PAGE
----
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Best & Brightest Biographies of 2017

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This Best & Brightest list was created by Denver Public Library librarians to celebrate our favorite recently published children's biographies. Enjoy!

More of the Best & Brightest Books of 2017

Muddy : The Story Of Blues Legend Muddy Waters
Mahin, Michael James, author.
1st - 5th grade. McKinley Morganfield loved to play in the Mississippi mud. He loved it so much, his Grandma Della nicknamed him “Muddy.” But there was something McKinley loved more than mud, and that was music. This picture book biography traces blues legend Muddy Waters’ roots in the Mississippi Delta working as a “backbusting, soul-breaking” sharecropper through his move north to Chicago and struggles to make it as a musician. Mahin’s lyrical narrative and Turk’s dynamic mixed media illustrations work seamlessly together to present a vivid portrait of this pioneering African-American musician. Includes additional information in a detailed author’s note, as well as suggestions for further reading and listening.
John Ronald's Dragons : The Story Of J.r.r. Tolkien
McAlister, Caroline, 1960- author.
Kindergarten - 3rd grade. Even readers unfamiliar with J.R.R. Tolkien will appreciate this simple picturebook biography about the master storyteller. John Ronald was a boy who loved dragons and strange-sounding words. As a child, his mother entertained him and his brother with stories about knights and dragons. As a young man, he was sent to fight in World War I, where he witnessed the devastation of battle. It was as a professor at Oxford that he first penned the words, “in a hole in the ground there lived a hobbit.” This book gives just enough biographical information to maintain the reader’s interest, while not overwhelming the audience with dates and events. An ideal read for lovers of fantasy and dragons, this book will appeal to young fans of Tolkien and even those who haven’t yet discovered his work. Likely, many potential readers will be tempted by the fanciful illustrations of dragons alone.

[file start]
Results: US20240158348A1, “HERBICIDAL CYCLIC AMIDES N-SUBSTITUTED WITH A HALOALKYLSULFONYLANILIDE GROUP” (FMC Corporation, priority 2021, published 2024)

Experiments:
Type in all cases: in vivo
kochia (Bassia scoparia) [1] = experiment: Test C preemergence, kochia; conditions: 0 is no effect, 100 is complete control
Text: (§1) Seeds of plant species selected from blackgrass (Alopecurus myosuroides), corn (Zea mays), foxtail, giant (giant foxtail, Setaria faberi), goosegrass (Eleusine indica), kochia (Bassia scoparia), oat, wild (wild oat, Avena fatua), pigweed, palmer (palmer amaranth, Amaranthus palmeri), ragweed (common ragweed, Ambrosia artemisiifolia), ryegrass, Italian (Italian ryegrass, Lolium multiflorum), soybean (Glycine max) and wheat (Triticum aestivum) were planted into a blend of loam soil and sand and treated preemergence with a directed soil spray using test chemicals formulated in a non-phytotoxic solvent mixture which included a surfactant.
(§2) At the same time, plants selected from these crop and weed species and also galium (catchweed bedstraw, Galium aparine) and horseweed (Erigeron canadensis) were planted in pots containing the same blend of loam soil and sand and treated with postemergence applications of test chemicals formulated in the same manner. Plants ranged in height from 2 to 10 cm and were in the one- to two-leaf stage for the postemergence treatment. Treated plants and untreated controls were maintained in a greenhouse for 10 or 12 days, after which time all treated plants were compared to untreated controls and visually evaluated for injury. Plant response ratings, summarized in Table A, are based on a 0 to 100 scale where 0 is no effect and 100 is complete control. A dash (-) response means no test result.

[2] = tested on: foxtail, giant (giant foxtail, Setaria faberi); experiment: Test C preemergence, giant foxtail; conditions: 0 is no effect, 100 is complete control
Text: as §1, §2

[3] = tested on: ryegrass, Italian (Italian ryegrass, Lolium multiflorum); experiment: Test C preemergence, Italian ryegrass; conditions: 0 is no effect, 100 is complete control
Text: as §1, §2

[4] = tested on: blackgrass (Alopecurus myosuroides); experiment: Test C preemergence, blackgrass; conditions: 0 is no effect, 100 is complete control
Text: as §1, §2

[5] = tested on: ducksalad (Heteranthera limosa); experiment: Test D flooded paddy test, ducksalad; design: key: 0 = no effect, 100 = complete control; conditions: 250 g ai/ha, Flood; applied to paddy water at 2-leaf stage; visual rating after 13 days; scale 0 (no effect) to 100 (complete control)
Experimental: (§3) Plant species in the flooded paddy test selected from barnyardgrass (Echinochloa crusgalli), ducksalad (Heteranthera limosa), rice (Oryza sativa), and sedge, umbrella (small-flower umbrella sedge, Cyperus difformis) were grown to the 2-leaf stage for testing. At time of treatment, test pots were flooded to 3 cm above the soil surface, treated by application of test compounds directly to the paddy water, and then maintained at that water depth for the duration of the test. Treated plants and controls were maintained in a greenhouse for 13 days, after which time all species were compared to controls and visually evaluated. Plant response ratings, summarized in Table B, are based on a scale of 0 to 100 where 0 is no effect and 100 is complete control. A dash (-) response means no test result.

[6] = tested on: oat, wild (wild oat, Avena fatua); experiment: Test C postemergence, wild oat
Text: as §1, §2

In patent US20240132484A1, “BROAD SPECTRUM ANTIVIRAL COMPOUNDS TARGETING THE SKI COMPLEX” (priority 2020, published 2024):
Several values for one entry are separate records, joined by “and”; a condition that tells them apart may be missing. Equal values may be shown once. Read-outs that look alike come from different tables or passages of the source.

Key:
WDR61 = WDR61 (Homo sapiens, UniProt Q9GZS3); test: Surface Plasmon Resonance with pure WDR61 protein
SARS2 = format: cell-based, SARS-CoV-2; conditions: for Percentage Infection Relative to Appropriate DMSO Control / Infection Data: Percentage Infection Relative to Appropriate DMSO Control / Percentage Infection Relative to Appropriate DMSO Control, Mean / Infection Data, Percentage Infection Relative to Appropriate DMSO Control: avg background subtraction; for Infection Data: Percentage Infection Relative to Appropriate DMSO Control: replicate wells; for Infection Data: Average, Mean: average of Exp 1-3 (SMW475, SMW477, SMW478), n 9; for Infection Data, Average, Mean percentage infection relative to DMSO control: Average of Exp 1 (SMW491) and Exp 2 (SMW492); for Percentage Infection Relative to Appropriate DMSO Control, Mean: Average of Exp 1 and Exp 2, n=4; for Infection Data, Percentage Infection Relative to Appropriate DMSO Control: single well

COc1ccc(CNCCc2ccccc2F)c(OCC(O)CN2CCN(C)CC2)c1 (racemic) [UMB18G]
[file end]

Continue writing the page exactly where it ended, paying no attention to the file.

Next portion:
Vincent Can't Sleep : Van Gogh Paints The Night Sky
Rosenstock, Barb, author.
Preschool - 3rd grade. Like Vincent Van Gogh’s life, Vincent Can’t Sleep: Van Gogh Paints the Night Sky is a study in beauty and struggle. Van Gogh suffered insomnia throughout his life. While he lay awake, he studied the sky, imagining the swirls and starlight shapes we associate with some of his most famous work. Author Barb Rosenstock explores questions the artist asked himself: “Does darkness have a texture? / Thick? / Thin?…Is the night sky at rest? Or do 11 stars pulse like a beating heart?” GrandPré uses acrylic, pen and watercolor to introduce young readers to Van Gogh’s life and works, ending with a beautiful final spread that reimagines The Starry Night. An excellent introduction to the artist for young readers, with back matter that includes sources, recreations of artwork and an author’s note.